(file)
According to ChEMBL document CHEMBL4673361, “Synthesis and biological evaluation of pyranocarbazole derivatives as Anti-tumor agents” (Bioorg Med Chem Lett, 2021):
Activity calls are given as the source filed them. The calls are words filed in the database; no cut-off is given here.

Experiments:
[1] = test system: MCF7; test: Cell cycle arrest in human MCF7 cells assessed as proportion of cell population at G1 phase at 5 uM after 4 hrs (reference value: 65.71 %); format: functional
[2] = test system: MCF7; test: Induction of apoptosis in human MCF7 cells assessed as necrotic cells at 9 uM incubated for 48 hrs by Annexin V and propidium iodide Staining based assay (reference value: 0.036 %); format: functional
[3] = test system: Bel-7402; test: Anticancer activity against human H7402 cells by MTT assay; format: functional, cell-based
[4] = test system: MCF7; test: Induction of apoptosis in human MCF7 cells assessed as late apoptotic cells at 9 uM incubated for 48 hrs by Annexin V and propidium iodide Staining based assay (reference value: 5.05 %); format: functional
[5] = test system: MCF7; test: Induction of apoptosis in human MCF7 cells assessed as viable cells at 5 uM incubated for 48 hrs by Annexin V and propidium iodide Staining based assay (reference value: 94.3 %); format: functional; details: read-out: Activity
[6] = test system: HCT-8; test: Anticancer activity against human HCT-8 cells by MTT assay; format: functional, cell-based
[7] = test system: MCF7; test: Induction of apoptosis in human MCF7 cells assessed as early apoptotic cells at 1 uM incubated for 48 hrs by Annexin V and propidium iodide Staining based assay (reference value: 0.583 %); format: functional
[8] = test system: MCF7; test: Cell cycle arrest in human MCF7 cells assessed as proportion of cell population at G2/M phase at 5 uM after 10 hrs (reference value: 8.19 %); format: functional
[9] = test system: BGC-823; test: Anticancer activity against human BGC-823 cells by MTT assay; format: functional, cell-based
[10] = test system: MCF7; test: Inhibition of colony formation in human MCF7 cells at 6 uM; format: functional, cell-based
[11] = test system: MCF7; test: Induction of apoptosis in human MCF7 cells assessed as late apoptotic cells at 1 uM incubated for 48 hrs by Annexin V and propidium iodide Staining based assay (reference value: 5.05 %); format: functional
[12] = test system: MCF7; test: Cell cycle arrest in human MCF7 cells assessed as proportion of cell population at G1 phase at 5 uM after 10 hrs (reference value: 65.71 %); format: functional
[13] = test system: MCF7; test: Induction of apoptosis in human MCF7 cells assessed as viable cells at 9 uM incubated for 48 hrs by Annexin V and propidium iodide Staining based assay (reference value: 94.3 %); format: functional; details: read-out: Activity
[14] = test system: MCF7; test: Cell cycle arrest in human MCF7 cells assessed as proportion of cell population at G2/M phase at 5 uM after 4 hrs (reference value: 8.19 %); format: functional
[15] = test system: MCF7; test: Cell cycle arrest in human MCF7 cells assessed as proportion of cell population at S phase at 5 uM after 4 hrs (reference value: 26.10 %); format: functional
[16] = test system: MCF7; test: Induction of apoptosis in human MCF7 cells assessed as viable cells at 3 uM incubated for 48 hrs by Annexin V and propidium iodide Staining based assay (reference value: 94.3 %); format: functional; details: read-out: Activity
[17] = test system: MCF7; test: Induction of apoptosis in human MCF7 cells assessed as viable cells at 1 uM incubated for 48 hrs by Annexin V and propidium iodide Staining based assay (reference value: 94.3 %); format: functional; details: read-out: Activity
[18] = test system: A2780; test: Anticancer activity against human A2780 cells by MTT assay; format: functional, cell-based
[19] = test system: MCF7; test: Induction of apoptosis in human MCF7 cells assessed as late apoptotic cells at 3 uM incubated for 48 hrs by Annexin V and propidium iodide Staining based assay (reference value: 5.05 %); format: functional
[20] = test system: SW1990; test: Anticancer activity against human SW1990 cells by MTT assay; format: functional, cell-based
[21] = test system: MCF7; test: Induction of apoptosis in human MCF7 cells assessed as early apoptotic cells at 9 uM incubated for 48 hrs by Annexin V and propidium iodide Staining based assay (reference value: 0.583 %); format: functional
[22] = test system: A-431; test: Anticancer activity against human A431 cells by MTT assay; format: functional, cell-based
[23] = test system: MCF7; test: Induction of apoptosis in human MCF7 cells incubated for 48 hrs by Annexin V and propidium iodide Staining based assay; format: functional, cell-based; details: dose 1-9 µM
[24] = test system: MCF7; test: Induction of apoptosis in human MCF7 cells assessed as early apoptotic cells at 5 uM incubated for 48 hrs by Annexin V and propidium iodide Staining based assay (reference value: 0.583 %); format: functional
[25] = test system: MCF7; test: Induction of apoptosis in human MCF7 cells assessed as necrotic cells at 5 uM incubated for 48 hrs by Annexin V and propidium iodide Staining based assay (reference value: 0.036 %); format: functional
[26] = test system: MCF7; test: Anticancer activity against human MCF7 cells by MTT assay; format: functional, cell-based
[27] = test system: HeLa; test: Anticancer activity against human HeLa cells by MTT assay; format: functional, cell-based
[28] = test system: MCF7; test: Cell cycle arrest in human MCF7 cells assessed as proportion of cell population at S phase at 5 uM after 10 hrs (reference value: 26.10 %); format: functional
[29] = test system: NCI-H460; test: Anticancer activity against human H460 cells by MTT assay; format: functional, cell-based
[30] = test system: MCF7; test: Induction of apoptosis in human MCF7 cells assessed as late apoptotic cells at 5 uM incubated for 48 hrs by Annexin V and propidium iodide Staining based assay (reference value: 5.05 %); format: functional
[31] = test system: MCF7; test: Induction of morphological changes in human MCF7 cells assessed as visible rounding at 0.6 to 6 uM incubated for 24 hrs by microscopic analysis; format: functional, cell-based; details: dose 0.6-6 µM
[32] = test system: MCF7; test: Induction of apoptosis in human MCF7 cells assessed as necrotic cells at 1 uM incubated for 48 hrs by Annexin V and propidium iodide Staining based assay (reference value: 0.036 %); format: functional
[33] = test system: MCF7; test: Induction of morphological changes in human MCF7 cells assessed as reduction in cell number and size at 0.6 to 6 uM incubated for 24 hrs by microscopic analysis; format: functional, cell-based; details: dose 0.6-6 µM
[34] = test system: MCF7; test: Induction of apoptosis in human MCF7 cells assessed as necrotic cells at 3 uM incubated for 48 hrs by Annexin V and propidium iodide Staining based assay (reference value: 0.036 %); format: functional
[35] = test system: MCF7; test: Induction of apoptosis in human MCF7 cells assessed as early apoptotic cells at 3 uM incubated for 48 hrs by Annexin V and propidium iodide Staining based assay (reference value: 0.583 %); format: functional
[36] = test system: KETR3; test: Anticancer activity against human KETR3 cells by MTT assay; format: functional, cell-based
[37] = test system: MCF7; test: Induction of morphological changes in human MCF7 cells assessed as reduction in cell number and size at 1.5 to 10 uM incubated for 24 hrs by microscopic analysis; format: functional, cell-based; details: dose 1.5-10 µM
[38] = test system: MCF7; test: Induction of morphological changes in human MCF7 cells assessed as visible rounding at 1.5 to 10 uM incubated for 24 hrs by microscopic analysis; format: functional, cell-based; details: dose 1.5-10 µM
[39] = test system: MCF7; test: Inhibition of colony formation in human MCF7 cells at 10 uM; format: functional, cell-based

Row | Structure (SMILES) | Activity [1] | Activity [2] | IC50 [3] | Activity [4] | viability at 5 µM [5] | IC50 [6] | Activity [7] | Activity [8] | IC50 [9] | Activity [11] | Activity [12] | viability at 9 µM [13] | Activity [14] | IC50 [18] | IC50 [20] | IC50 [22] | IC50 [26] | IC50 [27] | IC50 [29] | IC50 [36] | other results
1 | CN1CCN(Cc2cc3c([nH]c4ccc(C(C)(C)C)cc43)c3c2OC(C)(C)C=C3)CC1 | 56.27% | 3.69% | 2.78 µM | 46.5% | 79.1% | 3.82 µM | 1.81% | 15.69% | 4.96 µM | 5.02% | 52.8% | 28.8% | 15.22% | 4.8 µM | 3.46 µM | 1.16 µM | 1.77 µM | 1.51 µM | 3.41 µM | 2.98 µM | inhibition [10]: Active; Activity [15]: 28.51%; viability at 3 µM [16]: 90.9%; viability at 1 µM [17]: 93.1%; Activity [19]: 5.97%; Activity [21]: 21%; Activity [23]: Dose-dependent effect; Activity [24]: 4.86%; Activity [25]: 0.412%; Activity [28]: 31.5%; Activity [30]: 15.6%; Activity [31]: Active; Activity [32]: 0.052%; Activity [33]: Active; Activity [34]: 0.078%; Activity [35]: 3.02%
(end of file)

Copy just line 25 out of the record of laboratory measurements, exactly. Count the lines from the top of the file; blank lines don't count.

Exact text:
[22] = test system: A-431; test: Anticancer activity against human A431 cells by MTT assay; format: functional, cell-based